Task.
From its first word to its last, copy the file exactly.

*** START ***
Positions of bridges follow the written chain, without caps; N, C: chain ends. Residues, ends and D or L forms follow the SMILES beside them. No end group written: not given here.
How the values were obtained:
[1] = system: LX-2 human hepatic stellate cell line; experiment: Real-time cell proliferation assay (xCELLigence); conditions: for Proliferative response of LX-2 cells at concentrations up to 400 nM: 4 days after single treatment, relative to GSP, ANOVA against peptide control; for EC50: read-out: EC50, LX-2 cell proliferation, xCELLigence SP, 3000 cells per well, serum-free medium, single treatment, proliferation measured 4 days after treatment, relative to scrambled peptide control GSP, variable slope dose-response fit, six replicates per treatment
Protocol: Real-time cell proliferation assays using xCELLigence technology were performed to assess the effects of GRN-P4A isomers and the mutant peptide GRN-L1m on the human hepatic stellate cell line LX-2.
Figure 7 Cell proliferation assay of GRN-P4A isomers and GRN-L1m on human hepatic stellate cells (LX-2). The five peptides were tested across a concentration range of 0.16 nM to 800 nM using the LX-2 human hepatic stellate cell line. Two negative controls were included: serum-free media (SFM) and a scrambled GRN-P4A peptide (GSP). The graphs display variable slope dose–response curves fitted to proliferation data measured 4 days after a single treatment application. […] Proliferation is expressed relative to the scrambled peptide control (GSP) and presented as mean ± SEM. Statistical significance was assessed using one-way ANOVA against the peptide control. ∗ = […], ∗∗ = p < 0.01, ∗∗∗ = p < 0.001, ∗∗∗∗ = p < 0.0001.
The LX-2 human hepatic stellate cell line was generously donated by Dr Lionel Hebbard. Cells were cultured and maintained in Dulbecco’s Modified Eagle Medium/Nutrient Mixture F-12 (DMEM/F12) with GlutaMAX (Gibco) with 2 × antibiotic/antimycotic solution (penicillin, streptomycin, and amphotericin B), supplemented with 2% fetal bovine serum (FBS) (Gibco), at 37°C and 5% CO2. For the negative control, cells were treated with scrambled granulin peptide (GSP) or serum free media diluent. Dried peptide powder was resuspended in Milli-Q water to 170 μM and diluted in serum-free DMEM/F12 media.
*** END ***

Positions of bridges follow the written chain, without caps; N, C: chain ends. Residues, ends and D or L forms follow the SMILES beside them. No end group written: not given here.
How the values were obtained:
[1] = system: LX-2 human hepatic stellate cell line; experiment: Real-time cell proliferation assay (xCELLigence); conditions: for Proliferative response of LX-2 cells at concentrations up to 400 nM: 4 days after single treatment, relative to GSP, ANOVA against peptide control; for EC50: read-out: EC50, LX-2 cell proliferation, xCELLigence SP, 3000 cells per well, serum-free medium, single treatment, proliferation measured 4 days after treatment, relative to scrambled peptide control GSP, variable slope dose-response fit, six replicates per treatment
Protocol: Real-time cell proliferation assays using xCELLigence technology were performed to assess the effects of GRN-P4A isomers and the mutant peptide GRN-L1m on the human hepatic stellate cell line LX-2.
Figure 7 Cell proliferation assay of GRN-P4A isomers and GRN-L1m on human hepatic stellate cells (LX-2). The five peptides were tested across a concentration range of 0.16 nM to 800 nM using the LX-2 human hepatic stellate cell line. Two negative controls were included: serum-free media (SFM) and a scrambled GRN-P4A peptide (GSP). The graphs display variable slope dose–response curves fitted to proliferation data measured 4 days after a single treatment application. […] Proliferation is expressed relative to the scrambled peptide control (GSP) and presented as mean ± SEM. Statistical significance was assessed using one-way ANOVA against the peptide control. ∗ = […], ∗∗ = p < 0.01, ∗∗∗ = p < 0.001, ∗∗∗∗ = p < 0.0001.
The LX-2 human hepatic stellate cell line was generously donated by Dr Lionel Hebbard. Cells were cultured and maintained in Dulbecco’s Modified Eagle Medium/Nutrient Mixture F-12 (DMEM/F12) with GlutaMAX (Gibco) with 2 × antibiotic/antimycotic solution (penicillin, streptomycin, and amphotericin B), supplemented with 2% fetal bovine serum (FBS) (Gibco), at 37°C and 5% CO2. For the negative control, cells were treated with scrambled granulin peptide (GSP) or serum free media diluent. Dried peptide powder was resuspended in Milli-Q water to 170 μM and diluted in serum-free DMEM/F12 media.